U.S. military engineers have reported that they shut down a pipeline used for illegal oil shipments from Iraq to Syria, Defense Secretary Donald H. Rumsfeld said Tuesday.
But Rumsfeld said he could not guarantee that the pipeline was completely shut off or that oil was not being clandestinely shipped from Iraq to Syria.
"We do not have perfect knowledge," Rumsfeld said at a Pentagon news conference. "We do know that they were instructed to shut it down and they have told us that they have."
Rumsfeld and Gen. Richard Myers, chairman of the Joint Chiefs of Staff, said coalition forces had not destroyed any pipelines.
"They would not destroy the pipeline or any of the other infrastructure," Myers said.
The pipeline opened in 2000 and was believed to have handled about $1.2 billion worth of oil a year shipped in violation of the United Nations sanctions against Iraq.
Mideast powers, some of them friends of the United States, are taking seriously the possibility of U.S. action against Syria after a barrage of warnings from Washington against sheltering ousted Iraqi leaders or terrorists.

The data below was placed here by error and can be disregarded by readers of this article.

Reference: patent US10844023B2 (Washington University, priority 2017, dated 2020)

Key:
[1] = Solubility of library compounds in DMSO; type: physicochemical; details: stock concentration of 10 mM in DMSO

On Tuesday, Secretary of State Colin Powell tried to calm the charged atmosphere, by saying the United States has no plans to go to war with Syria or anyone else to bring democracy to a totalitarian state.
"Iraq was a unique case, where it wasn't just a matter of a dictator being there," Powell said at a news conference with foreign reporters. "There is no war plan to go and attack someone else, either for the purpose of overthrowing their leadership or for the purpose of imposing democratic values."
"Democratic values have to ultimately come from within a society and within a nation," he said, tempering the heated rhetoric from Rumsfeld and some other senior U.S. officials.
Having declared war against terror worldwide, singled out Iraq, Iran and North Korea as an "axis of evil," and then gone to war with Iraq, President Bush has raised fears abroad, particularly in Europe and the Middle East, that the world's only superpower would use its muscle freely against dictatorial regimes.